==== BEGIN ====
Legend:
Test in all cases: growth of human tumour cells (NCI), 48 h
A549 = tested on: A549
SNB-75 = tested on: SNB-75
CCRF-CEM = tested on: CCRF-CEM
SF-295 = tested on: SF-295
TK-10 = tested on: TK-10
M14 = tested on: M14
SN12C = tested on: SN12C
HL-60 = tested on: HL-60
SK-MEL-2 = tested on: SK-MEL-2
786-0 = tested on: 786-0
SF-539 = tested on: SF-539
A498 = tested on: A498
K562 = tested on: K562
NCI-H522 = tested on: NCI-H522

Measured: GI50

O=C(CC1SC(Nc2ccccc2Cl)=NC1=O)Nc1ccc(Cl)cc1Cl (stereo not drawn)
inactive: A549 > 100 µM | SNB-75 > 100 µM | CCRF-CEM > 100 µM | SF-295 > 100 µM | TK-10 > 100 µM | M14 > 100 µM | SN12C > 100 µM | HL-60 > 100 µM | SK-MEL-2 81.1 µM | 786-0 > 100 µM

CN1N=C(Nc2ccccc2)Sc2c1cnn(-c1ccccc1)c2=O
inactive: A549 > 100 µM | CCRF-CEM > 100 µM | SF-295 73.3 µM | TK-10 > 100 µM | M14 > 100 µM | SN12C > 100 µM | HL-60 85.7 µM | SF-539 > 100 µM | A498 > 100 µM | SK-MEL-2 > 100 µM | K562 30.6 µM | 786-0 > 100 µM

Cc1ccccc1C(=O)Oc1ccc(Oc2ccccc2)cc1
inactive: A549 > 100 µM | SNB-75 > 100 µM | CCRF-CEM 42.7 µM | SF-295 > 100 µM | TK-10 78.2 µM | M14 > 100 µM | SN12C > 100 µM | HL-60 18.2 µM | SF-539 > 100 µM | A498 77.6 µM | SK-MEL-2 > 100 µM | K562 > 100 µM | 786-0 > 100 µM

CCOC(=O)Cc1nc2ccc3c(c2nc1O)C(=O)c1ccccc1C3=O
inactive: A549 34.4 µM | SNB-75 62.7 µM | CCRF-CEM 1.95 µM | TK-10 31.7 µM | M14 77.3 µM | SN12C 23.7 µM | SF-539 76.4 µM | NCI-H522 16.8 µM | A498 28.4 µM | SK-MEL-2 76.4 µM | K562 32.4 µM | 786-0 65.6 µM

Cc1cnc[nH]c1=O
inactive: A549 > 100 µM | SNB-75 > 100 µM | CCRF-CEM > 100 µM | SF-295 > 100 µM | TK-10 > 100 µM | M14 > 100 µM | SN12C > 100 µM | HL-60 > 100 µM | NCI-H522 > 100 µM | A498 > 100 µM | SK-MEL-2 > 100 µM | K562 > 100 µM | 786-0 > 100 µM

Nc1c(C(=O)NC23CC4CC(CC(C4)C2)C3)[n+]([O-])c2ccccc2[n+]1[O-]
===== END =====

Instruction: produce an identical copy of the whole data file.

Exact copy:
Legend:
Test in all cases: growth of human tumour cells (NCI), 48 h
A549 = tested on: A549
SNB-75 = tested on: SNB-75
CCRF-CEM = tested on: CCRF-CEM
SF-295 = tested on: SF-295
TK-10 = tested on: TK-10
M14 = tested on: M14
SN12C = tested on: SN12C
HL-60 = tested on: HL-60
SK-MEL-2 = tested on: SK-MEL-2
786-0 = tested on: 786-0
SF-539 = tested on: SF-539
A498 = tested on: A498
K562 = tested on: K562
NCI-H522 = tested on: NCI-H522

Measured: GI50

O=C(CC1SC(Nc2ccccc2Cl)=NC1=O)Nc1ccc(Cl)cc1Cl (stereo not drawn)
inactive: A549 > 100 µM | SNB-75 > 100 µM | CCRF-CEM > 100 µM | SF-295 > 100 µM | TK-10 > 100 µM | M14 > 100 µM | SN12C > 100 µM | HL-60 > 100 µM | SK-MEL-2 81.1 µM | 786-0 > 100 µM

CN1N=C(Nc2ccccc2)Sc2c1cnn(-c1ccccc1)c2=O
inactive: A549 > 100 µM | CCRF-CEM > 100 µM | SF-295 73.3 µM | TK-10 > 100 µM | M14 > 100 µM | SN12C > 100 µM | HL-60 85.7 µM | SF-539 > 100 µM | A498 > 100 µM | SK-MEL-2 > 100 µM | K562 30.6 µM | 786-0 > 100 µM

Cc1ccccc1C(=O)Oc1ccc(Oc2ccccc2)cc1
inactive: A549 > 100 µM | SNB-75 > 100 µM | CCRF-CEM 42.7 µM | SF-295 > 100 µM | TK-10 78.2 µM | M14 > 100 µM | SN12C > 100 µM | HL-60 18.2 µM | SF-539 > 100 µM | A498 77.6 µM | SK-MEL-2 > 100 µM | K562 > 100 µM | 786-0 > 100 µM

CCOC(=O)Cc1nc2ccc3c(c2nc1O)C(=O)c1ccccc1C3=O
inactive: A549 34.4 µM | SNB-75 62.7 µM | CCRF-CEM 1.95 µM | TK-10 31.7 µM | M14 77.3 µM | SN12C 23.7 µM | SF-539 76.4 µM | NCI-H522 16.8 µM | A498 28.4 µM | SK-MEL-2 76.4 µM | K562 32.4 µM | 786-0 65.6 µM

Cc1cnc[nH]c1=O
inactive: A549 > 100 µM | SNB-75 > 100 µM | CCRF-CEM > 100 µM | SF-295 > 100 µM | TK-10 > 100 µM | M14 > 100 µM | SN12C > 100 µM | HL-60 > 100 µM | NCI-H522 > 100 µM | A498 > 100 µM | SK-MEL-2 > 100 µM | K562 > 100 µM | 786-0 > 100 µM

Nc1c(C(=O)NC23CC4CC(CC(C4)C2)C3)[n+]([O-])c2ccccc2[n+]1[O-]